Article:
• Any trademark name is the name you choose for your website, ideally, it is easy to identify with the name of your organization or main business.

  • com` means the name of your main organization or business

  • in` means the company is registered in India

The distributed database contains a list of domain names and their corresponding addresses and performs the function of mapping domain names to their digital IP addresses to connect requests to computers on the Internet. DNS is built hierarchically, allowing for decentralized management of name-to-address mapping. Own a domain name. Therefore, the squatter violated the trademark owner's right to use his trademark. In this sense, cybersquatting violates the basic right of trademark owners to use their trademarks[4].

DOMAIN INDIA’S LAWS

In India, unlike many other developed countries, there is no Domain Name Protection Law, and cyber-squatting cases are decided under the Trade Mark Act, of 1999.

Although Indian courts have distinguished trademarks and domain names; including the Honourable Supreme Court of Satyam Info way Ltd and SafeNet Solutions Pvt Ltd; AIR 2004SC3540 noted that "the difference lies in the way the two works. Trademarks are subject to the country/region where the trademark is registered Legal protection. Therefore, a trademark can be registered multiple times in many countries/regions of the world. On the other hand, because the Internet allows access without geographic restrictions, domain names can be accessed regardless of the geographic location of consumers The result of this universal connection potential is not only that domain names must be exclusive globally, but national laws may not be sufficient to effectively protect domain names. "

Although Indian courts have admitted that there are loopholes, in the absence of clear legislation, the courts apply the provisions of the Trademark Law to such disputes. The arbitration tribunal further pointed out in this case (above), “As far as India is concerned, there is no explicit reference to the legislation to resolve disputes related to domain names. However, the operation of the 1999 Trademark Law itself is not extraterritorial and may not allow the use of domain names. Adequate protection does not mean that domain names should not be protected as much as possible under the laws related to the transfer."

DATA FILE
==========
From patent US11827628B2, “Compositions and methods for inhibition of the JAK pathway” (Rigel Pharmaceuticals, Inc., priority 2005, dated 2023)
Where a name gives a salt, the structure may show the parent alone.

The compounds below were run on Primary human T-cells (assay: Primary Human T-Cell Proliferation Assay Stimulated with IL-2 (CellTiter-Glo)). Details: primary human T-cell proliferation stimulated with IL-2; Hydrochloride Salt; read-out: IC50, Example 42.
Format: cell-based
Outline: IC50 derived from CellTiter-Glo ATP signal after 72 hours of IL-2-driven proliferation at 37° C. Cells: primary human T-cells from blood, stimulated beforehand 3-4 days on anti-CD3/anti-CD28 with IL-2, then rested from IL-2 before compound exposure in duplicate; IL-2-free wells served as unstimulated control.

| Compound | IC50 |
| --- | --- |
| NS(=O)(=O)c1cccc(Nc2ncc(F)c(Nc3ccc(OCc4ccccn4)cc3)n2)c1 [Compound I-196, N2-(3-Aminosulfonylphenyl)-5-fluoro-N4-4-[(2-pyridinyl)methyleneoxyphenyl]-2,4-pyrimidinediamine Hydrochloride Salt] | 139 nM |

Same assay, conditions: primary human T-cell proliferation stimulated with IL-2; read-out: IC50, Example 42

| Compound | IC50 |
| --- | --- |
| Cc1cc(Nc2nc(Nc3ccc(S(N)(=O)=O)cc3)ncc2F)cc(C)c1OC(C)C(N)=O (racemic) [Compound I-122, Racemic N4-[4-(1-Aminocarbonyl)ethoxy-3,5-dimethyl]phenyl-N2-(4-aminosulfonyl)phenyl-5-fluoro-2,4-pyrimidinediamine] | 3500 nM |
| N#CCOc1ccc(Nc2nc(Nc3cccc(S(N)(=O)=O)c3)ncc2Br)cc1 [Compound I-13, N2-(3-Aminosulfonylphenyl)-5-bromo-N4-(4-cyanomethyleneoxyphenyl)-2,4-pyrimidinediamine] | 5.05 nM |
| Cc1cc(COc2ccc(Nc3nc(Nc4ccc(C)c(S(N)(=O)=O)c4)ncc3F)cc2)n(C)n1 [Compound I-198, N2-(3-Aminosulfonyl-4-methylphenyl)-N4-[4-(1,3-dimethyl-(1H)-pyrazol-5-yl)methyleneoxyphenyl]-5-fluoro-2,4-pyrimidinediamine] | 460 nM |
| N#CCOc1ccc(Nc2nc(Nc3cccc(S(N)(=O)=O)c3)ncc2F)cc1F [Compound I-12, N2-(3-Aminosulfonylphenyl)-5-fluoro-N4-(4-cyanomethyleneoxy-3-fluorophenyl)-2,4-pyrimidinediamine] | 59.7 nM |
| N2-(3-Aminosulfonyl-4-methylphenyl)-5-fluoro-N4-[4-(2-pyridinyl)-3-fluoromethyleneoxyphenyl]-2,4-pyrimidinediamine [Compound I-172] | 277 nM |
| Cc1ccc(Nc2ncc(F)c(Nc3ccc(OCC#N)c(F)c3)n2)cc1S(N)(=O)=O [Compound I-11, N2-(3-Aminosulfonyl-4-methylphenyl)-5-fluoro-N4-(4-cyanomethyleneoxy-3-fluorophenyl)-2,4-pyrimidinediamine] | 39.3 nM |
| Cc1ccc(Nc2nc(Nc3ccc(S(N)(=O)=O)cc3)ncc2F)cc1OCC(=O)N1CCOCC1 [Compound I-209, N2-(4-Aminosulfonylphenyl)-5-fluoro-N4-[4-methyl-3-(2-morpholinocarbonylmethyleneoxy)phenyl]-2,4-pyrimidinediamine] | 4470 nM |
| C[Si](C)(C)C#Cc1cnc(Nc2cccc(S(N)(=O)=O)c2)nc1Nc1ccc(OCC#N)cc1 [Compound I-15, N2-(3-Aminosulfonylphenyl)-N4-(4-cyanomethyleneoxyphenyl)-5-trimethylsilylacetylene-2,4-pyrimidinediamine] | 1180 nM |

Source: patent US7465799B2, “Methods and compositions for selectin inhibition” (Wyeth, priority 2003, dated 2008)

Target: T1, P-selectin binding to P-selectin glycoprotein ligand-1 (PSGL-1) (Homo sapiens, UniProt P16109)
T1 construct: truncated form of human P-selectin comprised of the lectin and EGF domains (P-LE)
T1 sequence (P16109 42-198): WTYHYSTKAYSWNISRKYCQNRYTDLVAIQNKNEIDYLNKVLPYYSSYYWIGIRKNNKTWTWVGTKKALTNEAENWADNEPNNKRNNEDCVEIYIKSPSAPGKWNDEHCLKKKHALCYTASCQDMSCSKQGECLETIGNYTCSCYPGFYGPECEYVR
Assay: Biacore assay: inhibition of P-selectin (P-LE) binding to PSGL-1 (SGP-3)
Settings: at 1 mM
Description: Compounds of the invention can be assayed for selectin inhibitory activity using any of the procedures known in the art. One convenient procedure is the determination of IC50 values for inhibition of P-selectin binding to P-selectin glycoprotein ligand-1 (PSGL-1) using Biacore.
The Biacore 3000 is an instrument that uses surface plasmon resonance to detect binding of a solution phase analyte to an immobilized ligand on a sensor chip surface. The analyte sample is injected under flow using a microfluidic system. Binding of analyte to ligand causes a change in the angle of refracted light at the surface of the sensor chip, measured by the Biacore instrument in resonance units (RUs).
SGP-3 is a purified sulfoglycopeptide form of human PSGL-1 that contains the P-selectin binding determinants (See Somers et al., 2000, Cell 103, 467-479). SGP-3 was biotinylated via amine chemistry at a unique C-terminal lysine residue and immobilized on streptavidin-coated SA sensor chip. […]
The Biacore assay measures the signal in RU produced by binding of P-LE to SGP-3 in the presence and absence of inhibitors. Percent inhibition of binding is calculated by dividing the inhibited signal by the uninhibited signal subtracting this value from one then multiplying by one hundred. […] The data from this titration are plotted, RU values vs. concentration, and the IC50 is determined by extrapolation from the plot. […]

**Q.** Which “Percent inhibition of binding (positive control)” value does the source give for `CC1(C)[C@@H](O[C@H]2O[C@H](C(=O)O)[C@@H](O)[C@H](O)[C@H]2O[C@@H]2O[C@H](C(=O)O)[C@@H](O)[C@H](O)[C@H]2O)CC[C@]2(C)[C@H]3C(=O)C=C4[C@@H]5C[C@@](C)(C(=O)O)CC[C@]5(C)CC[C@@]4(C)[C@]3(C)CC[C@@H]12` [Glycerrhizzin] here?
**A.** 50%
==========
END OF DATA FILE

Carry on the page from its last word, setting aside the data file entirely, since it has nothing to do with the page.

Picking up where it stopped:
It is common practice for companies to wish to obtain such domain names, which can be easily identified by their established trademarks. This helps the public to identify the company because there is no physical contact between the two. Domain names and trademarks are interrelated. If a company or individual has registered a domain name that is similar or identical to someone else's trademark or domain name, try to sell it for profit. This is called "cyber-squatting."

Dispute Resolution

Disputes involving malicious registration are usually resolved through the Uniform Domain Name Dispute Resolution Policy (UDRP) process developed by ICANN. Under the UDRP, WIPO is a leading domain name dispute resolution service provider recognized by ICANN and was established as a tool to promote the protection, dissemination and use of global intellectual property rights. India is one of 171 WIPO member states in the world.[5]

A person may file a complaint with ICANN's listed administrative dispute resolution service providers under Rule 4 (a):

(i) the domain name "is the same or is easily confused with the trademark or trademark of service to which the claimant is entitled.

(ii) the domain name the owner/registrant has no legitimate right or interest in the domain name.

(iii) The domain name has been registered and misused.

Rule 4 (b) lists the following four situations as evidence of malicious registration and use of a domain name:

(i) indicates that the domain name owner/registrant has registered or obtained the domain name. The domain name is used primarily as a trademark or a claimant of the service mark owner to sell, rent, or transfer the domain name registration; o Provide a competitor of the plaintiff with valuable consideration that exceeds the recorded out-of-pocket costs directly related to the domain name

(ii) The owner/registrant of the domain name has registered the domain name to prevent the owner of the trademark or service mark from reflecting the trademark in the corresponding domain name, provided that he has incurred a pattern of such behaviour.